However, poor weather, weak transmission signals, internet quality, and satellite issues can all affect these captioning streams. This can result in missing words, strange characters, caption placement changes, or even change the color of the captions.

Some of these factors, like the weather, can’t be helped. But some, like poor internet quality, can be improved. Aim to use the most stable and high quality connection as possible when working with your live captioning vendor and test with them pre-broadcast.

While testing, a live captioner should use their captioning software to connect to the client’s encoder or virtual captioning session and send test captions. At this point, they should also confirm with you that captions are being properly received and that what they are hearing is correct, be it the sound of the preceding program, tone, or silence. This testing is designed to provide a clean, constant link between the captioner and broadcaster, allowing them to caption with as low latency as possible.

In the cases where a live stream drops anyway, 3Play offers Stream Reconnect Wait Time to give you peace of mind that your captioning service will pick back up without unnecessary delay.

The Clearer the Speech, the Clearer the Captions

Most producers and captioners of live broadcasts know that audio quality can be a mixed bag. But if you’re looking to make accessibility part of the live broadcasting process from the start and get the highest quality, compliant live captions, consider implementing a few of these tips to get clearer audio during your live broadcasts. (Note that not all audio tips are going to be possible for every broadcast due to the nature of different live events, such as sporting games.)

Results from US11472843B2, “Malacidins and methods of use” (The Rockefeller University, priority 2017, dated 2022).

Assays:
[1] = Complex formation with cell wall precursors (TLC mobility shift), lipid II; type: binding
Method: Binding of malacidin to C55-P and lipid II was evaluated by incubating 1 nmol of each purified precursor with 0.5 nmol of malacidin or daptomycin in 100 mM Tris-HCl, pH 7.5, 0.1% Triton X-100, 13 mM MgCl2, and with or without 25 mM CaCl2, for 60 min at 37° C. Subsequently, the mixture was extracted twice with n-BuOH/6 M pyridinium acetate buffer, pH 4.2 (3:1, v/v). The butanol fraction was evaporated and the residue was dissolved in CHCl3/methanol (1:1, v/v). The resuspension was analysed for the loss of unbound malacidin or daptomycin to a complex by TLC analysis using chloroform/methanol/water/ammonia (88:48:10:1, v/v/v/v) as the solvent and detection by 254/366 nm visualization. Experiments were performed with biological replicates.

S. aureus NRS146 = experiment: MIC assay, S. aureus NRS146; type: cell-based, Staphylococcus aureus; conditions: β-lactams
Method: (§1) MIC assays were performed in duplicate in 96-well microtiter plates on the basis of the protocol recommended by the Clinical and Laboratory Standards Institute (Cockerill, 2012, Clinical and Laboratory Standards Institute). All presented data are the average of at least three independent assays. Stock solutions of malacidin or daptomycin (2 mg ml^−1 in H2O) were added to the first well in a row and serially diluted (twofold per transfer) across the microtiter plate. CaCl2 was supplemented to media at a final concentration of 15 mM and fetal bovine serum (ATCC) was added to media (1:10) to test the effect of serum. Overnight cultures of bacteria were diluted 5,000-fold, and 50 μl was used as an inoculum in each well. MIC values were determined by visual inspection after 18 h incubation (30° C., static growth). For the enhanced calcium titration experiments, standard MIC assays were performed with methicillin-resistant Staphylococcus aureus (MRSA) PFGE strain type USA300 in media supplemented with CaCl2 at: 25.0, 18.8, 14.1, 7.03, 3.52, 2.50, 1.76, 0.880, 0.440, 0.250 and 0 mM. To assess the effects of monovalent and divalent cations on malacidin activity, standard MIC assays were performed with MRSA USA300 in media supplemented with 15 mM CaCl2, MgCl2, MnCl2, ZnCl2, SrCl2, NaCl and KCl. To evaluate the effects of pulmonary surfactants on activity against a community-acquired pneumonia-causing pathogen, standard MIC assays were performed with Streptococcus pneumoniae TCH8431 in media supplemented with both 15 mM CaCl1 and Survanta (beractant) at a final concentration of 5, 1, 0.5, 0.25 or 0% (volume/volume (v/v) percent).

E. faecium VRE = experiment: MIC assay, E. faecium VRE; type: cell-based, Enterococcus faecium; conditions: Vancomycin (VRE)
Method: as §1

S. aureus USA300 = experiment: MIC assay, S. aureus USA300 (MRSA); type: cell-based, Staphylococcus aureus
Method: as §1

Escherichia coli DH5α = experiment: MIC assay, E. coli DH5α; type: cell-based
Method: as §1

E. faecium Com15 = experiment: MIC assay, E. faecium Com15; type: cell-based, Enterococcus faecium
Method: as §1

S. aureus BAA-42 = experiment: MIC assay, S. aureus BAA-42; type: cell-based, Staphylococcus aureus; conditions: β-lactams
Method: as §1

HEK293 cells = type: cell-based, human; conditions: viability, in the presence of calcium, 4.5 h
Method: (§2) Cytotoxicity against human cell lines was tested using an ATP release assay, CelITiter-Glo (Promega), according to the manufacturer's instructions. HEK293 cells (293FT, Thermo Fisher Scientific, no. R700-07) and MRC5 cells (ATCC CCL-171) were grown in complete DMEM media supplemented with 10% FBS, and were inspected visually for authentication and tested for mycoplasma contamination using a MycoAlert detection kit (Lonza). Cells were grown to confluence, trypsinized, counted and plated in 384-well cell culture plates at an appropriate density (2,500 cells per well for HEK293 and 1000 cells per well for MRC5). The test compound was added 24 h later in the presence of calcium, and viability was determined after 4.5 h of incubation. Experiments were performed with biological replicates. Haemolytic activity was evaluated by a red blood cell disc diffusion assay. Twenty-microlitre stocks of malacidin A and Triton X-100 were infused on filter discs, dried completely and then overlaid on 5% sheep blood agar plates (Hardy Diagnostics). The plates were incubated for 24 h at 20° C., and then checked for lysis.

Aim for High Quality Audio

Whenever on-air talent is speaking, they should be using a high-quality microphone. Ensure speakers are enunciating and speaking as steadily as possible into the mic line to get clear speech. If no direct mic line is present, make it a best practice to have speakers repeat important information and questions in case captioners or viewers don’t hear it the first time.

Avoid Unnecessary Background Noise

Loud cheering, applause, and overlapping chatter is unavoidable in some programs, but when possible, avoid on-air talent and speakers having to compete with loud background noise by dampening sound inside studio settings.

One Speaker at a Time

Overlapping chatter is a top reason why captions may be transcribed incorrectly. When possible, ask on-air talent and speakers to speak one at a time and avoid talking over one another.

 What does the FCC say about the captioning of live and online video? ➡️ 

Highly Trained Live Professional Captioners are Key